According to John Hopkins Medicine, “50 percent of all adults in America—including 70 percent of those who are age 65 and older— are currently taking a multivitamin or another type of vitamin or mineral supplement on a daily basis,” yet do vitamins really make us healthy? Some experts think vitamins are useful and help to fill nutritional gaps, while others believe they’re a waste of money. While this issue won’t be fully resolved for some time, many people believe that certain vitamins can be harmful. Continue reading to learn more.
1 — What You Should Know About Vitamins Before You Take Them
Dr. Jacob Teitelbaum, M.D. says, “Food processing destroys half of the vitamins and minerals in our meals. It’s impossible to get adequate levels of all of the minerals and vitamins without taking a multivitamin every day. Although the RDA (Recommended Daily Allowance) are sufficient to keep disease like scurvy at bay, they are nowhere near enough for optimal health. I do think that multivitamins should contain at least 50 mg of most B vitamins and 150 mg of magnesium. Consuming multivitamins has significant advantages for lowering the risk of Alzheimer’s disease, heart disease, and a variety of other diseases. It’s like telling folks not to drink water because it just goes out in their urine.”
“While certain vitamins and supplements are available without a prescription, they may not only exacerbate specific medical conditions (such as asthma), but they could also impact (reduce or improve) other chronic medications absorption,” says Robert Alesiani (PharmD), Chief Pharmacotherapy Officer at Tabula Rasa Healthcare. “You should first consult your doctor or pharmacist before beginning a vitamin regimen to assess the proposed vitamin therapy and how it will affect your current medicines or chronic diseases.”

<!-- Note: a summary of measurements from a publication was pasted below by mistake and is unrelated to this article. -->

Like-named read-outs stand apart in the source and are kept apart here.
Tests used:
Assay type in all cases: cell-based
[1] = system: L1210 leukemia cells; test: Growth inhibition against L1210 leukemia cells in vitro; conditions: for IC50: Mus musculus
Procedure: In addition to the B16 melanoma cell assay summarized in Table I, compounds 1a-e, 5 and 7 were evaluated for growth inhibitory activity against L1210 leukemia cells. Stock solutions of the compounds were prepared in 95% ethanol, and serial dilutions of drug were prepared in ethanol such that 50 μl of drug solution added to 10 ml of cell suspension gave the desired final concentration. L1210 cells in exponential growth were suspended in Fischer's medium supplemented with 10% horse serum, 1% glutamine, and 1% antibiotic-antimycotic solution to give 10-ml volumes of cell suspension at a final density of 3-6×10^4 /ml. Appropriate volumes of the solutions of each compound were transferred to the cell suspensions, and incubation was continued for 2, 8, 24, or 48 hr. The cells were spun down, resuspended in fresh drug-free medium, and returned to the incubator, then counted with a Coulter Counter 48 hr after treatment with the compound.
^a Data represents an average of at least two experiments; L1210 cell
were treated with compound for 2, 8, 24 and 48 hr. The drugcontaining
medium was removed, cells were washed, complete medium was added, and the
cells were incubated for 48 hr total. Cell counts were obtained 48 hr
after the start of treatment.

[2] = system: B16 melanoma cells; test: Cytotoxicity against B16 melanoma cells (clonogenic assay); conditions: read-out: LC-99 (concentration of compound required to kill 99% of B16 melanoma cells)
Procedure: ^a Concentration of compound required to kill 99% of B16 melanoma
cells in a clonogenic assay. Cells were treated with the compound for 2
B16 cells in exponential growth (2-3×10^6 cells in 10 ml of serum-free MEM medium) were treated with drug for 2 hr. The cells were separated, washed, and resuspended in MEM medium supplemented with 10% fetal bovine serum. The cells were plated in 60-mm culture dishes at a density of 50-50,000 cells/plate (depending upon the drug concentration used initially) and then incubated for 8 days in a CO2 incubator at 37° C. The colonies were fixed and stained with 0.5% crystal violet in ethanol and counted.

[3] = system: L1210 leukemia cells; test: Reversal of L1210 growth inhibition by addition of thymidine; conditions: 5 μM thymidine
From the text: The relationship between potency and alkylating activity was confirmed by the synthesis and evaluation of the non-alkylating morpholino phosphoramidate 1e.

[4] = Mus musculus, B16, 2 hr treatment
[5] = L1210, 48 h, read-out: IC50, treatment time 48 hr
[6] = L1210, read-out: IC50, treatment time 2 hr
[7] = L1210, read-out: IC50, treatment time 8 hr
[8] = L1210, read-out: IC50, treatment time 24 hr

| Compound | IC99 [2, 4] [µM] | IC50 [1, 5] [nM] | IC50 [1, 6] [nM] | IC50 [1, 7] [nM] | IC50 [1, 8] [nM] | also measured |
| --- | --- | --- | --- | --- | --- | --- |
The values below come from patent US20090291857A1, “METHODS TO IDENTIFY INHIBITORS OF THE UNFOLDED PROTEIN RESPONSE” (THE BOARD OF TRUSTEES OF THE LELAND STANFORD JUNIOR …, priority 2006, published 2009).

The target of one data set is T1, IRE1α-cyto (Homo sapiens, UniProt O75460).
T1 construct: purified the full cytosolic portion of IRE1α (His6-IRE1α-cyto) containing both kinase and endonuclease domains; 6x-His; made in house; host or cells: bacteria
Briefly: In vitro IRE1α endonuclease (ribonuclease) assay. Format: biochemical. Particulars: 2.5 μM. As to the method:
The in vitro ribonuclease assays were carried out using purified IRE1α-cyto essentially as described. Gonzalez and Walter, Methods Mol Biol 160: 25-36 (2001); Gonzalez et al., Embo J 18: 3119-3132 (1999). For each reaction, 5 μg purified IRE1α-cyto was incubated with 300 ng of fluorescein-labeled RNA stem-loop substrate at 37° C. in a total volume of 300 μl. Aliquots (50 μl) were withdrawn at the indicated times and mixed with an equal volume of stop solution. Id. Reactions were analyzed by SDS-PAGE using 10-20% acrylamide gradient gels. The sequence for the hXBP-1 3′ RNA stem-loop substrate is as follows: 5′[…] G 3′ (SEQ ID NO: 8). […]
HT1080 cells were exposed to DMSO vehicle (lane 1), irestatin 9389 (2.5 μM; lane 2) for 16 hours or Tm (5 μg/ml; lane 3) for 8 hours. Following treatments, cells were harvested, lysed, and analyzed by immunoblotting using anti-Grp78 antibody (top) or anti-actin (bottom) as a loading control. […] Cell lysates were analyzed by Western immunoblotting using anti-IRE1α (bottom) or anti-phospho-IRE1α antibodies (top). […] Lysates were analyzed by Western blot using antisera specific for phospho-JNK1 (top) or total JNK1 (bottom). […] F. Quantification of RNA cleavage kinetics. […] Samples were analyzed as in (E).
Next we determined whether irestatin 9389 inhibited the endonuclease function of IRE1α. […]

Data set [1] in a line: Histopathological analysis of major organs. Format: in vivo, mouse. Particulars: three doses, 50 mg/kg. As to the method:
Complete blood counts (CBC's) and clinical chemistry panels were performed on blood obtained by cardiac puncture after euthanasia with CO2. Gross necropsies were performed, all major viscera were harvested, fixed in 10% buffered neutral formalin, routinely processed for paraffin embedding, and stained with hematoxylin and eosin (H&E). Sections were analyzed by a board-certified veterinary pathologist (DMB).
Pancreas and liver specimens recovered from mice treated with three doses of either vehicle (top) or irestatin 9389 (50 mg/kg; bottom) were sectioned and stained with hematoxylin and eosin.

2 — Beta-Carotene
Dr. Teitelbaum cautions, “There are many different forms of vitamin A out there, and people require a balanced amount of each of them. Taking more than 5000 units per day of beta-carotene can make you have deficiencies in other parts of the vitamin A family, and could raise the chances of developing cancer.”
3 — Vitamin E
This is another type of vitamin that has a lot of different forms that the body needs. If your body has too much of one kind, it’s hard for it to find the other kinds when it is in need of them. Think of having a drawer that is full of silverware. If it has five spoons and forks but a thousand knives, it is difficult to find a spoon when you looking for it. This is the same way it is with vitamin E. Taking too much of one form will make it harder for your body to find the other forms when it needs them. Most vitamins contain the alpha-tocopherol type of vitamin E, due to it being low-cost and stable.
4 — Niacin
Dr. Alesiani explains, “Any over-the-counter Niacin might be used to help lower high cholesterol levels and/or high triglyceride levels. However, when you use them in conjunction with a statin, it raises the risk of rhabdomyolysis or myopathies, a condition where specific proteins, electrolytes and enzymes may be released into the body’s blood stream from damaged muscles which will lead to weakness and muscle pain. In severe cases, this may further damage the heart and kidneys, causing permanent disability.”